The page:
To read the methodology I devised to rank the Falcons players, click here.

Total Score: 38/100

Last year’s rank: N/A
Player Grade: 48/100
Teams he is starter: 2 out of 32
Teams he is best position player: 2 out of 32
Teams he is role player: 16 out of 32
Peak-Year Bonus: +1
Positional Bonus: +3

Pascoe is a new pickup for the Falcons this offseason after having played five seasons with the New York Giants. In Atlanta, Pascoe will fill the same role he did in New York which is as a blocking tight end. That’s a role he could serve on half the teams in the league where he offers an upgrade over their current backups.

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Ranking the Falcons 2014: Scoring System

July 15th, 2014 No comments

logoLast year, I ranked the top 33 players on the Atlanta Falcons. This year, I’m expanding it to the best 40 players currently on the team.

Rather than simply subjectively listing the players in an order that I deem, I have come up with a scoring system. It is the same as last year’s and is my attempt to try and measure a player’s overall value.

My scoring system includes a basic grade on each player from 0-100. A score of 50 is considered to be an average player with some starting potential.

But I also factored in whether each Falcon player could start on the other 31 NFL teams as another way to measure how a player stacks up league-wide. I also included whether or not a player would be considered the best player at his position group on each team, to better factor in those positions where there are more than one starter (e.g wide receiver). I also factored whether the player could be a role player on all 32 NFL teams. In the NFL, on average there are basically 36 players that get regular reps on offense and defense on any given Sunday and thus I considered a role player to be a guy that could potentially crack that group. For example, the starting quarterback and his backup would be among that 36-man group, while the top four cornerbacks on the depth chart would also be included. An offensive linemen that could be a starter or one of the two reserves normally active on Sundays would be also be considered a role player and so on and so forth for other position groups.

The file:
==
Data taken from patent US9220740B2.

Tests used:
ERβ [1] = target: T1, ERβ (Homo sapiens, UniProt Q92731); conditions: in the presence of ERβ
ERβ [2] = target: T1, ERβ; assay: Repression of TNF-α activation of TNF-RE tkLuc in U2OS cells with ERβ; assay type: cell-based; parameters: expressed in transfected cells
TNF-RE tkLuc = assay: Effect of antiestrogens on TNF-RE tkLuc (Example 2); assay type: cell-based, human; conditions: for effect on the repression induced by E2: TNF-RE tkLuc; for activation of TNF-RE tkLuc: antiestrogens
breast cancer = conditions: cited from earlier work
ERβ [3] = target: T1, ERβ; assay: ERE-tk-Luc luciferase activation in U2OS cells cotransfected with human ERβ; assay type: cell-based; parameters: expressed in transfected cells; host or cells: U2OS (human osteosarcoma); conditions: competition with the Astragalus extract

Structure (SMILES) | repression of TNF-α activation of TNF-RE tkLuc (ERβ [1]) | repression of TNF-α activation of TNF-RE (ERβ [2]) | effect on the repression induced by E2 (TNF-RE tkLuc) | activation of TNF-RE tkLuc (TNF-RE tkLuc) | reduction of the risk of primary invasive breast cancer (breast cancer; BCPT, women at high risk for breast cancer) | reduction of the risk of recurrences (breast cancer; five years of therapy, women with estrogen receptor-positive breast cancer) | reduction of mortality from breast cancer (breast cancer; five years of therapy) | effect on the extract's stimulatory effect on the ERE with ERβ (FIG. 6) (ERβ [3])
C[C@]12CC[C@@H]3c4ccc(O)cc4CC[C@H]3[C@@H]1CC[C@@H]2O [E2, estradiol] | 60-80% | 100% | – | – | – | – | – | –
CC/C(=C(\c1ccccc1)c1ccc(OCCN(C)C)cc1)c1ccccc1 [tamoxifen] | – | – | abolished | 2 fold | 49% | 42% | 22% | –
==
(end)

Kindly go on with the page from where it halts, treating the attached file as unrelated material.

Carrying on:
These figures are then factored together in a formula to give a player a grade from 1-100.

But there were also up to ten bonus points added that would factor in a player’s youth and the position they played. Up to five points were based purely off their position. All starting quarterbacks earned a bonus of five points, while backups got four. Premium positions such as left tackle, edge-rusher and cornerback also received four bonus points. Most other positions earned three points, with the exception of kickers, punters and fullbacks.

For youth, I factored in what I considered the number of “peak” years of production left for a player. For quarterbacks, I deemed that a quality starter like Matt Ryan can maintain a high level of production until age 38. For every two years left until reaching that peak, players received one bonus point. For example, Peyton Manning is 38 years old and thus received no bonus. While Aaron Rodgers, who is only 30 years old, received four bonus points for peak production. On a different end of the spectrum, running backs were deemed to have peak potential until age 28 or 29.

It probably sounds more complicated than it was, but in the end a player should have a grade somewhere between 1-100 to determine their value although in the case of elite quarterbacks like Manning and Rodgers, their total grades reached 103 and 104, respectively.

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Atlanta Falcons Training Camp Preview 2014: Running Back

July 15th, 2014 No comments
Matthew Emmons-USA TODAY Sports

Devonta Freeman

The biggest questions surrounding the Atlanta Falcons running back position are less about who will make the team, but how the team will stack its depth chart.

Steven Jackson returns as the unquestioned incumbent starter at the position. Jackson missed a significant chunk of his first year with the Falcons due to a hamstring injury, but finished the year relatively strong. Jackson rushed for 392 yards in the final seven games, which extrapolates to just shy of 900 for a full 16-game slate.

Although it’s worth noting that low figure likely has a lot to do with the fact that the Falcons rarely had opportunities to run the ball in the second halves of games down the stretch due to getting behind early. Over the final seven games, the team ran the ball on 35.6 percent of first-half plays, but only on 30.6 percent of second-half plays.

Jackson also saw his production dip significantly in those second halves, averaging just 2.4 yards per carry versus 4.8 yards in the first halves of the final seven games.

The team is hopeful that there will be more balance with their running game this year given improvements made along the offensive line as well as on defense which should prevent the team from getting too far behind early.

Behind Jackson may be the most notable competition at the position, which will feature a battle between Jacquizz Rodgers and rookie Devonta Freeman for the right to be the team’s primary third-down back.